After over half a century of loyal service, the world’s last remaining Super Guppy aircraft continues to dutifully transport NASA’s gigantic rocket parts in its cavernous, hinged cargo bay. On Tuesday, the Huntsville International Airport posted a video and accompanying images to social media of the rotund plane arriving from Kennedy Space Center. Perhaps somewhat unsurprisingly, it sounds like a prop plane of that size can make a huge, rich racket on the tarmac.
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Aboard the over 50-ton (when empty), turboprop plane this time around was the heat shield that protected last year’s Artemis I Orion spacecraft. The vital rocketry component capable of withstanding 5,000 degrees Fahrenheit resided in the Super Guppy’s 25-foot tall, 25-foot wide, 111-foot long interior during a nearly 690-mile journey to the Alabama airport, after which it was transported a few miles down the road to the Marshall Space Flight Center. From there, a team of technicians will employ a specialized milling tool to remove the heat shield’s protective Avcoat outer layer for routine post-flight analysis, according to NASA.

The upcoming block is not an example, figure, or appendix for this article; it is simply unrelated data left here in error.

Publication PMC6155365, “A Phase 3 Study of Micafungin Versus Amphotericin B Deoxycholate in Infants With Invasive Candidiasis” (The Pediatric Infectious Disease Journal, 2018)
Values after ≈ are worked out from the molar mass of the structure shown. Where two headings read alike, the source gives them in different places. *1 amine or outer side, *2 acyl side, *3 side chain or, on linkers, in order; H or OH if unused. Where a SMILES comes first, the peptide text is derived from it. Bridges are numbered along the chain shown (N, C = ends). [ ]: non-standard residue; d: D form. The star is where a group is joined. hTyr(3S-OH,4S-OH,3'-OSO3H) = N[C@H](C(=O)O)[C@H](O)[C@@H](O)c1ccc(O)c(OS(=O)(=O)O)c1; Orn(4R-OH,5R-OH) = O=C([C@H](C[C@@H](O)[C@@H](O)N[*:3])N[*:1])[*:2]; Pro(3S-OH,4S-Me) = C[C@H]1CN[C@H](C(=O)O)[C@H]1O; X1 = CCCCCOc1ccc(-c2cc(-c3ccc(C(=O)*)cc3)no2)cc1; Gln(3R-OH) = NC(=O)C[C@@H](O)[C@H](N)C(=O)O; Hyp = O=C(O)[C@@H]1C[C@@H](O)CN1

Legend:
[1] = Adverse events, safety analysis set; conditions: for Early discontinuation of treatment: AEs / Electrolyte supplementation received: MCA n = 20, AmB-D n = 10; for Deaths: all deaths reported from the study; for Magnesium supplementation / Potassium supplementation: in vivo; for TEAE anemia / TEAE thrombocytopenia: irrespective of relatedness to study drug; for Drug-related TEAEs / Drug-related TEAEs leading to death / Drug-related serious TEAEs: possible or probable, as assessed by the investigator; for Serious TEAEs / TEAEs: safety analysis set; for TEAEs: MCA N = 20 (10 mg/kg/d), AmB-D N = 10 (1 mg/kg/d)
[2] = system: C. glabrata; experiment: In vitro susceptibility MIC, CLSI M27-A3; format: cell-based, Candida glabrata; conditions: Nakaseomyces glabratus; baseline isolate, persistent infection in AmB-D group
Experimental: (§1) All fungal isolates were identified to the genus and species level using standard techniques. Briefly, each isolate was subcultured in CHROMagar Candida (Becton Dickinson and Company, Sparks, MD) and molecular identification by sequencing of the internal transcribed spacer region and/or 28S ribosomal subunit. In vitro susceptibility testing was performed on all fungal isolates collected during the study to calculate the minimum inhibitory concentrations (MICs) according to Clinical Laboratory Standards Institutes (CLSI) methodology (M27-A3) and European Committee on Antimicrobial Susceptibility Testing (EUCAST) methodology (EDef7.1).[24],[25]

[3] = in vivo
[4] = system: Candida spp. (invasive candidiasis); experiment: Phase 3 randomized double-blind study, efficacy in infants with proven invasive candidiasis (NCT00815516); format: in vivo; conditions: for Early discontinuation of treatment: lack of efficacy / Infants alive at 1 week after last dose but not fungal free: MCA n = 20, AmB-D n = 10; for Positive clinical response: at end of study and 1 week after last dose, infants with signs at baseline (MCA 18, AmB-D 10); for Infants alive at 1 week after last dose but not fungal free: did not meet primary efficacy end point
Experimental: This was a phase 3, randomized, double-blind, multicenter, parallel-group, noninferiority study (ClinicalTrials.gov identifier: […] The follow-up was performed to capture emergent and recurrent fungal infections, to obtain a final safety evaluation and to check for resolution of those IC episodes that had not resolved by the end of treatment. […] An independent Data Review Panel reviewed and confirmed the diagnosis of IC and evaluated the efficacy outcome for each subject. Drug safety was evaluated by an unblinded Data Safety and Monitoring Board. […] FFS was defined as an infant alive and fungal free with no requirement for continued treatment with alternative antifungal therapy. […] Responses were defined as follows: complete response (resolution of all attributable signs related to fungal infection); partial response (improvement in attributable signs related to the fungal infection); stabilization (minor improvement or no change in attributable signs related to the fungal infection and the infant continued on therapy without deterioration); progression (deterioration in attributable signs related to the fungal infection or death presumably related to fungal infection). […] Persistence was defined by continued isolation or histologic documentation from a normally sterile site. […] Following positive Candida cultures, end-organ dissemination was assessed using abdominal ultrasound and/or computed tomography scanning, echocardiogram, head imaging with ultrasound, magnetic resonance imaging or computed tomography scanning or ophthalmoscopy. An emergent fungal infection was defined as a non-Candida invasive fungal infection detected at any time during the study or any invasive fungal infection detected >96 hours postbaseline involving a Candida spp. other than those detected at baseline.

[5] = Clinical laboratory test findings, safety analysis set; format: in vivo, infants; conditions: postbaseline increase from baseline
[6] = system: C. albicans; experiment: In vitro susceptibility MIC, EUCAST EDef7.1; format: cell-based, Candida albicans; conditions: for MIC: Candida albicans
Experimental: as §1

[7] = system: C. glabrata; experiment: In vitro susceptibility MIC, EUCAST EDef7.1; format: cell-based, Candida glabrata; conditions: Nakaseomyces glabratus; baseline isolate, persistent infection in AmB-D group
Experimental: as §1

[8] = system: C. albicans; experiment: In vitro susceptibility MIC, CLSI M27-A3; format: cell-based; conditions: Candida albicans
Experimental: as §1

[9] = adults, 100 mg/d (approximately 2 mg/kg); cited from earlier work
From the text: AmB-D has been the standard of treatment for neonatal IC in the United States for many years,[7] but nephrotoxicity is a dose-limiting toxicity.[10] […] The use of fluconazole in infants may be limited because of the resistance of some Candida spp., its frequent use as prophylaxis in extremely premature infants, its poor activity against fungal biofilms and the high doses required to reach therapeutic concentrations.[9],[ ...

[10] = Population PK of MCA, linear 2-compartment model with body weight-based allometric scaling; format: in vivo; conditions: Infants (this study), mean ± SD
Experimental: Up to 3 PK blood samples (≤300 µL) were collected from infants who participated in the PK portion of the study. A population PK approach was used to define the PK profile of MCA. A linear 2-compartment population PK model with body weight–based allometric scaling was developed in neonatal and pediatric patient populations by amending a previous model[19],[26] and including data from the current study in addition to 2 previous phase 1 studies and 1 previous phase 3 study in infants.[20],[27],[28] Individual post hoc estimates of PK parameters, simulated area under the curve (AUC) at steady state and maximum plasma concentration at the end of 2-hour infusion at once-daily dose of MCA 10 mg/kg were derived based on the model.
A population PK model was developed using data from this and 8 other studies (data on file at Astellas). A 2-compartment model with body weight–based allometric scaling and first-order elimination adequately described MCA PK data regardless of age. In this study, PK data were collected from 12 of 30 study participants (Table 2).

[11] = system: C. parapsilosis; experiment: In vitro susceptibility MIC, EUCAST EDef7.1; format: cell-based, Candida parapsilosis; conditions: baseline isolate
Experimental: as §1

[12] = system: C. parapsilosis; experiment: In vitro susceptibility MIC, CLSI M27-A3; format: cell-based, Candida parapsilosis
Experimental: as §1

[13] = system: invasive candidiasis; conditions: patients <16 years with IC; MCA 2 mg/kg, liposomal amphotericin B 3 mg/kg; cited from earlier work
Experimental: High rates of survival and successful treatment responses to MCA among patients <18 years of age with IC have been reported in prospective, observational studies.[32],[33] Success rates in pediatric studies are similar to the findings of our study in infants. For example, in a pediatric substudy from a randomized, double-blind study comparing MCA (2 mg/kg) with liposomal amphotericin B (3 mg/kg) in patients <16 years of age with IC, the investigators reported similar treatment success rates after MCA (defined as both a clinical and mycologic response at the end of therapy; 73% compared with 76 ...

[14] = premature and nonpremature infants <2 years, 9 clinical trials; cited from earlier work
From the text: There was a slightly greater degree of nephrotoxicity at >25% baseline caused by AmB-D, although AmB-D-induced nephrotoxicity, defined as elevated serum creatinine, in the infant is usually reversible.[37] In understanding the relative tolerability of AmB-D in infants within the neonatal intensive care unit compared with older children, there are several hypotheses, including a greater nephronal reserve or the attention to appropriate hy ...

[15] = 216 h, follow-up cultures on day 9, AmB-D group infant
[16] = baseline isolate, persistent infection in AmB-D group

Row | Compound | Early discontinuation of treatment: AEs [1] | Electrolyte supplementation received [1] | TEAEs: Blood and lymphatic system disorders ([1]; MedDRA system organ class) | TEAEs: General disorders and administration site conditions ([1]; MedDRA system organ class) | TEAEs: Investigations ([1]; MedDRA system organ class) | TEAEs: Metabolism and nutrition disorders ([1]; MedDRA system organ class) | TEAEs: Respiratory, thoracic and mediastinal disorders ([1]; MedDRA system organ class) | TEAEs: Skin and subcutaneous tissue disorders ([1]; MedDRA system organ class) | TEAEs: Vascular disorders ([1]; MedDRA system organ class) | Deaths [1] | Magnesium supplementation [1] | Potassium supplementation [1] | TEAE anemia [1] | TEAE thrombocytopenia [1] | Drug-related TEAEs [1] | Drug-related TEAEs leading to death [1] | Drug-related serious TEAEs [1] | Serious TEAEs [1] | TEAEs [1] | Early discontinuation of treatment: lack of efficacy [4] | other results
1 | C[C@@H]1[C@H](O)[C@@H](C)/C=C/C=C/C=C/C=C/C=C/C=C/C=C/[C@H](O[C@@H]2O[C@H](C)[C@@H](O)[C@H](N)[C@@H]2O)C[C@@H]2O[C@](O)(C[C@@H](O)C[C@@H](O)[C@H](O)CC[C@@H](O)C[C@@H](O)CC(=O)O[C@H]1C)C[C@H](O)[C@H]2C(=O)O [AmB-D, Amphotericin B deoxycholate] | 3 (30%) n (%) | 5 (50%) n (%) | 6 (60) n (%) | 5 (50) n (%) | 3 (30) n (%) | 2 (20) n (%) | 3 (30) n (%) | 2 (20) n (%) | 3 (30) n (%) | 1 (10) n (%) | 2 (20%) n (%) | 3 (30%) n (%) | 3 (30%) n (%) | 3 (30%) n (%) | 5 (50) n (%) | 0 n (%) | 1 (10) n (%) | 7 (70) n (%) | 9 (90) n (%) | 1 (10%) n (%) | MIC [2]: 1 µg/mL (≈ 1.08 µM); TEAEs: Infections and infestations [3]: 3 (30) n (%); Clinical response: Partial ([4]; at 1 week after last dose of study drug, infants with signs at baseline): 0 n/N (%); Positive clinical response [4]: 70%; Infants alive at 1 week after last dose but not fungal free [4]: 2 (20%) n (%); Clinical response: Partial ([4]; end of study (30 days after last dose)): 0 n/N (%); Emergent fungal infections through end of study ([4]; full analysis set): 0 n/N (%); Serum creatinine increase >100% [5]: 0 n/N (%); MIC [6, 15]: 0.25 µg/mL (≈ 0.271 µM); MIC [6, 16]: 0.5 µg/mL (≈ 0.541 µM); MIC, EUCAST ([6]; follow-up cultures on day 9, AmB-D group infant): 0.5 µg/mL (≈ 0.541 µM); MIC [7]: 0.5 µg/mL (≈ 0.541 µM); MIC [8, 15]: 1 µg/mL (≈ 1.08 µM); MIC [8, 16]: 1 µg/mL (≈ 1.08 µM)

The Super Guppy is actually the third Guppy iteration to lumber through the clouds. Based on a converted Boeing Stratotanker refueling tanker and designed by the now defunct Aero Spacelines during the 1960s, an original craft called the Pregnant Guppy was supplanted by its larger Super Guppy heir just a few years later. This updated plane included an expanded cargo bay, alongside an incredibly unique side hinge that allows its forward section to open like a pocket watch. A final Super Guppy Turbine debuted in 1970, and remained in use by NASA for over 25 years. In 1997, the agency purchased one of two newer Super Guppy Turbines built by Airbus. This Guppy is the current and only such hefty boy gracing the skies. With its bulky profile, the Super Guppy’s travel specs are pretty impressive—it’s capable of flying as high as 25,000 feet at speeds as fast as 250 nautical miles per hour.
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Last PopSci checked in on the Super Guppy’s journeys was back in 2016, when it transported an Orion crew capsule potentially destined for a much further trip than the Artemis missions’ upcoming lunar sojourns—Mars. According to Digital Trends, the Super Guppy’s next flight could occur sometime next year ahead of NASA’s Artemis II human-piloted lunar flyby.
“Although much of the glory of America’s space program may be behind it, the Super Guppy continues to be one of the only practical options for oversized cargo and stands ready to encompass a bigger role in the future,” reads a portion of NASA’s official description.
Until then, feel free to peruse the official, 74-page Super Guppy Transport User’s Guide.